I understand that the situation has changed since then. One late evening a man arrived at the Gates of Heaven where St. Peter greeted him and asked, "Before you are allowed to enter, you must say what you have done in your life that was particularly good." The man racked his, brains for a few minutes and then admitted that he hadn't done anything particularly good in his life. "Well," asked St. Peter, "have you done anything very brave in your life?" "Yes, I have," replied the man smiling, proudly. St Peter asked the man to give an account of his bravery. The man explained, "I was refereeing this important match between South Korea and Italy, in Seoul. The score was nil-nil and there was only one more minute of play to go in the second half when I awarded a penalty against South Korea." "Yes," admitted St Peter, "That was a real act of bravery. When did this take place?" "About three minutes ago," the man replied.


Of course, this did not really happen. I suspect that it is propaganda put out by FIFA and its chosen few referees. What I know for sure, and have learnt from the World Cup, is that football is a game in which a handful of men run around for one and a half hours watched by hundreds of millions of people who, like myself, can really use the exercise. I have also learnt that if your team is leading by one goal with 10 minutes to play, they'll be lucky to hang on for a draw. If your team is England, you'll have to take the midnight flight out. In fact, when Michael Owen, who had missed a chance in the Brazil-England game, told, a reporter that he had to cut short an interview because he did not want to miss his flight, the reporter retorted, "I hope you have better luck with the plane."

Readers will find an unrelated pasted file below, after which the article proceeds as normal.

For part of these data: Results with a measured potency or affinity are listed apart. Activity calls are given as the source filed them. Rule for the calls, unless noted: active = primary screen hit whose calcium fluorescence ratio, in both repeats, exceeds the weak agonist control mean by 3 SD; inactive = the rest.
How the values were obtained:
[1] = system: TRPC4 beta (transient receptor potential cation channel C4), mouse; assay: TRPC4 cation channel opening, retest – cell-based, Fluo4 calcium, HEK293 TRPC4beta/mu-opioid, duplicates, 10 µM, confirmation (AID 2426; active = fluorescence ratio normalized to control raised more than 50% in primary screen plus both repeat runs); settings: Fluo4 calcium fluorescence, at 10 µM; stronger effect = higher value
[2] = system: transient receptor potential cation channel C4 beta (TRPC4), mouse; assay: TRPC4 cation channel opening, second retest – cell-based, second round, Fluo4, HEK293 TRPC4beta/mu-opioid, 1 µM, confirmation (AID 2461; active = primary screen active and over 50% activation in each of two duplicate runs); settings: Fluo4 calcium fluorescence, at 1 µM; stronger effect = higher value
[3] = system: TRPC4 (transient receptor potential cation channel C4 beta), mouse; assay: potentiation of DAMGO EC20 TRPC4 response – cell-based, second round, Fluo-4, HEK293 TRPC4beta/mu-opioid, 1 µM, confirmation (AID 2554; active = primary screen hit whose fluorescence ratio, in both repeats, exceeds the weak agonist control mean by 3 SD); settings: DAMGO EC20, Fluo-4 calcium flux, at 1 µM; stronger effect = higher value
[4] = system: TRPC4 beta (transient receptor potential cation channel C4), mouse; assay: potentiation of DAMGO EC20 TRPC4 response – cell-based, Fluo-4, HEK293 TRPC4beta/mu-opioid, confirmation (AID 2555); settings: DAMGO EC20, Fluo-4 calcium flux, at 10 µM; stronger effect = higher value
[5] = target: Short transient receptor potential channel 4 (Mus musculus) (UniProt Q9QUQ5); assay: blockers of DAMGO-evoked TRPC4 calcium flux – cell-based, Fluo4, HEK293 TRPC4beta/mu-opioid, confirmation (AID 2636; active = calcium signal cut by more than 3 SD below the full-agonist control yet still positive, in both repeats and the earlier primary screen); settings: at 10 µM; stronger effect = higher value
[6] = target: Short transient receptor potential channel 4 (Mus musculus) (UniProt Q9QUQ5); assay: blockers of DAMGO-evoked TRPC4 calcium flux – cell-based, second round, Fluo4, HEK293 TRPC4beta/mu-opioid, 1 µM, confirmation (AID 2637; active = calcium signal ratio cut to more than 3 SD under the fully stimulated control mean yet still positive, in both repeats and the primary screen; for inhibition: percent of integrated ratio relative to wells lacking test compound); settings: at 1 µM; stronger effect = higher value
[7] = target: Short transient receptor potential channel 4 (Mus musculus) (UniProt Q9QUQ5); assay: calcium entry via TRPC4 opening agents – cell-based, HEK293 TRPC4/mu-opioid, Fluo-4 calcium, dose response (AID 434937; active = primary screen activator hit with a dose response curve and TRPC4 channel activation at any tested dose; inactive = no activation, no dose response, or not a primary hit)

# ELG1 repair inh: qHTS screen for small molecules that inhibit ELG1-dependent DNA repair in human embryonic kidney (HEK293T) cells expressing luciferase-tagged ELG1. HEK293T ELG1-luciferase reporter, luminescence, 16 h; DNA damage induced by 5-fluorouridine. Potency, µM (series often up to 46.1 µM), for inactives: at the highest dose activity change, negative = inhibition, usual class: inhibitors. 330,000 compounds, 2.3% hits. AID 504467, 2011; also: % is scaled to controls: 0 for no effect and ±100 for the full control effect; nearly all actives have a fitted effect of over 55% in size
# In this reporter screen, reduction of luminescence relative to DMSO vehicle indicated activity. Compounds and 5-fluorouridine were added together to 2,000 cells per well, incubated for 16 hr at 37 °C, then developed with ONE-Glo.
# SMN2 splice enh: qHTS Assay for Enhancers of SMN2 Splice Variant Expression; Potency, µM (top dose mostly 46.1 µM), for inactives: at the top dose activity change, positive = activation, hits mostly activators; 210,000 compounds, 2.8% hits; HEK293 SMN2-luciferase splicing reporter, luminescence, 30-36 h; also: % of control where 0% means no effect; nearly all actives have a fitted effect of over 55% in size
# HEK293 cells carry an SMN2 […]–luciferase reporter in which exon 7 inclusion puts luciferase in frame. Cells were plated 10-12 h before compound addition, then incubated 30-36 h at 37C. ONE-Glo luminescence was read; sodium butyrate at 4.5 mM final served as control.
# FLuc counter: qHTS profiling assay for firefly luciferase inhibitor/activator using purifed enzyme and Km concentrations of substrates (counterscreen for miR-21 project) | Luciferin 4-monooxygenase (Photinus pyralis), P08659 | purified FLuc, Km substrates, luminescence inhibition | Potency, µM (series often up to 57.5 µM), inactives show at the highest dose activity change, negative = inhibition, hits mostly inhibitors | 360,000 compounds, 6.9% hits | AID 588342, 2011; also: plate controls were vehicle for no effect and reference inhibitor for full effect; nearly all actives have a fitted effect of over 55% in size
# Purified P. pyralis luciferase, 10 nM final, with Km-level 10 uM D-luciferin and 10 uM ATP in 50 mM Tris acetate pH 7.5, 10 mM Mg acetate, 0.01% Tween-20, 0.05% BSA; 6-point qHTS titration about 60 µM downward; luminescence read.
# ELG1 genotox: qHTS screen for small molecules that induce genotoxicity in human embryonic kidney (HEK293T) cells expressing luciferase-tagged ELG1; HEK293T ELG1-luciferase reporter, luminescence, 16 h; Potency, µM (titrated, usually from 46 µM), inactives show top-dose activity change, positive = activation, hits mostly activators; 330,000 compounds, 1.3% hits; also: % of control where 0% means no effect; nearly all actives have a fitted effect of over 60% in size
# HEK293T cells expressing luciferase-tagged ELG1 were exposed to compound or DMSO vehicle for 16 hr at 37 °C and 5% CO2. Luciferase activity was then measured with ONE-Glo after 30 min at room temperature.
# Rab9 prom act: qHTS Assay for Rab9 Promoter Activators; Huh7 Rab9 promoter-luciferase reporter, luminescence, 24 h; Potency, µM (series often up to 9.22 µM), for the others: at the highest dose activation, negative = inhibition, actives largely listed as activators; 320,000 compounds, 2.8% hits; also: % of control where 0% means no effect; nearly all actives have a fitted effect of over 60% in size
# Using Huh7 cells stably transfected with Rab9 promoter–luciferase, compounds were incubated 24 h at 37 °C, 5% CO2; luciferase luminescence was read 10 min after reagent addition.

Another lesson is that if in the first round your team beats the defending champions, they will lose in the next round to an inferior team. The most important lesson of all is that injury time is about 3 minutes longer when you are winning than when you are losing, and that it is FIFA's referees who determine the length of injury time.

The FIFA official in charge of referees for the World Cup told them before the start of the games, "You are the best in the world and just for being here among the cream of the cream FIFA has decided to give you a special bonus. We would like you all to accept this cheque for $100,000." "Thank you very much," said the referees in unison. "That's very kind of FIFA." "And," continued the FIFA Official, "if you do as you're told for the rest of the tournament, Jack Warner will personally sign the cheques for you on July first."

Tony Deyal was last seen asking why referees have to be buried 12 feet while the rest of us require only six feet? Deep down referees are nice people.